September 12, 1992
A Rare Glimpse at the Reality of the Bosnian War
-- Associated Press Article
-- Comments by Jared Israel
[Posted 18 December 2002]
During the trial of ex-Bosnian Serb official Biljana Plavsic, Madeleine Albright and Elie Wiesel made speeches about the supposedly monstrous Bosnian Serbs. They portrayed Bosnian Muslims as analogous to Jews and Bosnian Serbs as analogous to Nazis. As I shall demonstrate in an upcoming article on that trial, what Albright and Wiesel said amounts to Holocaust denial. In addition, I will demonstrate that in his so-called testimony, Mr. Wiesel lied.
Anyway, while researching Elie Wiesel's earlier statements about Yugoslavia, I happened to read a most revealing 1992 Associated Press (AP) dispatch. It is posted below.
The AP dispatch is notable for three reasons:
1) It describes an all-out attack on the Serbian civilian population in and around the Bosnian town of Gorazde.
Prior to the attack, there had been sustained fighting between Bosnian Serb troops and Muslim military forces who controlled the town of Gorazde which had a mixed Muslim/Serb population. The Serbian troops withdrew as a peace gesture. After that, on August 26th, a column of cars and buses including:
"3,000 Serbs, mostly women and children, was ambushed by Muslims at Gnjila canyon, 11 miles north of Gorazde."
The attackers were merciless:
"People were trapped in their burning cars. Others crawled looking for their relatives, or jumped down the cliff in panic," she said, standing frozen next to the grave of her 11-year-old son, Dragan, who was killed in the ambush."
The AP dispatch was published on September 12th, that is, 17 days after the attack. Yet up until then,
"No one has dared to remove the remaining corpses, fearing another attack from nearby forests."
The attack was not limited to the one gruesome ambush:
"After the Serb forces left their positions on the hills above Gorazde, Muslim residents, 70 percent of the town's prewar population of 40,000, looted and torched the houses of fleeing Serbs, witnesses said."
This AP dispatch is unusual in that it actually *mentions* the attack on these Serbs. Mostly the media was silent when Serbs were attacked. As we shall show in a soon-to-be-published article by Prof. Francisco Gil-White, in fact it was the Serbs and also their moderate Muslim allies who were the main victims of anti-civilian terror in Bosnia. This was not because the Serbs were saints. It was because the people whom they and their Muslim allies were fighting were fanatical Islamic Fundamentalists, misportrayed in the Western media as peace loving, moderate democrats. But all that is discussed in Prof. Gil-White's forthcoming article. (When posted, it will be at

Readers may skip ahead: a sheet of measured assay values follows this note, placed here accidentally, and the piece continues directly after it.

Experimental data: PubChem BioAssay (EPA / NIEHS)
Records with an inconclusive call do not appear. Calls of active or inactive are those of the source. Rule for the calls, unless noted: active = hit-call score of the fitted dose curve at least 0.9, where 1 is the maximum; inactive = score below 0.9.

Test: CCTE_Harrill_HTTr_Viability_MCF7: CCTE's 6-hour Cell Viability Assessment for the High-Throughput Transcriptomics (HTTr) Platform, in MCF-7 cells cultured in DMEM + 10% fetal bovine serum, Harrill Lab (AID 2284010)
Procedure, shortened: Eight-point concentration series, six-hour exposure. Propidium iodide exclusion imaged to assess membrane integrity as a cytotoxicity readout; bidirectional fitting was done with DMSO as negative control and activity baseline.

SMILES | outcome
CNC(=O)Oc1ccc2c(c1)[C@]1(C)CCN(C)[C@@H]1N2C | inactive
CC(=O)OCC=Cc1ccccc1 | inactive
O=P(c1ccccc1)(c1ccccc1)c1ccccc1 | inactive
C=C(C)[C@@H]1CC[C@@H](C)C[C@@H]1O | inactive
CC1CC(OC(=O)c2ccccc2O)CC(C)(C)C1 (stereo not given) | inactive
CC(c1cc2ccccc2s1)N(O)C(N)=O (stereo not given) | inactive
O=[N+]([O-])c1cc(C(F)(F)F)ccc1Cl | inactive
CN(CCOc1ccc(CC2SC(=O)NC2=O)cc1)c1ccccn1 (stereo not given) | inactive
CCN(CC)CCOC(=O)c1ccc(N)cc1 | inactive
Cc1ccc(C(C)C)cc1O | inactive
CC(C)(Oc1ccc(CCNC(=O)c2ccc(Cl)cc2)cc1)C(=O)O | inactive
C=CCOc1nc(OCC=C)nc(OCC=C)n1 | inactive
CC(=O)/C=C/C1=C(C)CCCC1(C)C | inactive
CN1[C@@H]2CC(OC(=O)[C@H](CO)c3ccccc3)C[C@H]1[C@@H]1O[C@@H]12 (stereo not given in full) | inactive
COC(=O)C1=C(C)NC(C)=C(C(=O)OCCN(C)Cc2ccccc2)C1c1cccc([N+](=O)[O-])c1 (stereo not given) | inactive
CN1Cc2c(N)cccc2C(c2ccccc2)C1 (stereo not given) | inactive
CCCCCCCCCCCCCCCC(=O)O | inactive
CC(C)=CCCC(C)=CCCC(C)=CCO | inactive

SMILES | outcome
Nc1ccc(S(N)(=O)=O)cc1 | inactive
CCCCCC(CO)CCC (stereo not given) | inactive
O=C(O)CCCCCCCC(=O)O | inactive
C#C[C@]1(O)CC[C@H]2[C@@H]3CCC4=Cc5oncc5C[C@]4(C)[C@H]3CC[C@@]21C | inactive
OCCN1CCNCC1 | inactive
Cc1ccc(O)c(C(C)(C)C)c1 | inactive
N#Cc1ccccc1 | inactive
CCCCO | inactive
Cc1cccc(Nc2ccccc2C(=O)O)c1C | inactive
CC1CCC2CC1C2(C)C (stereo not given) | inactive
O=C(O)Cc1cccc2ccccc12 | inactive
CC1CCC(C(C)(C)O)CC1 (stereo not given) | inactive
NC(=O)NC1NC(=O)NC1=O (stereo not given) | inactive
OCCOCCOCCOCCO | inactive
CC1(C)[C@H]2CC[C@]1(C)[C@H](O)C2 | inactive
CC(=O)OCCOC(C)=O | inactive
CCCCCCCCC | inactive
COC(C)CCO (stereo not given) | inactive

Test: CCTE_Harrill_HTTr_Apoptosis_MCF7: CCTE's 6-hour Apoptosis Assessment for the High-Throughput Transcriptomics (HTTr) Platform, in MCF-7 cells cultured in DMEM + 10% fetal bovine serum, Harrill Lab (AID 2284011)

The point here is: this AP dispatch stands out because it at least reports the anti-Serb atrocities.
2) But even this article reveals anti-Serb media bias. From the start the article refers to anti-Serb violence as "revenge." Revenge for what? What does the AP claim happened to provoke such "revenge"? The article gives no details, saying only that the town had been under siege.
By using the terms, "siege" and "revenge," the writer creates the impression that monstrous crimes must have been committed *by the Serbs* because how else could what the Muslims did constitute "revenge"?
Let us consider this a bit more.
The article says the Muslims outnumbered the Serbs in the Gorazde area, 70% to 30%. A 30% minority is probably not in a position to terrorize a 70% majority. Moreover, this particular majority included people who were armed and prepared to carry out the sort of atrocities described in the AP dispatch.
Supporting this point, the AP uses the term, "siege." If Gorazde was under siege *from Serbian forces* then it must have been controlled *by Muslim forces.* So: the town had a mainly Muslim population; it was militarily controlled by Muslims; some of them were quite capable of carrying out massacres. This hardly sounds like a situation in which the Serbian forces would feel safe in provoking the Muslims, even if they wanted to.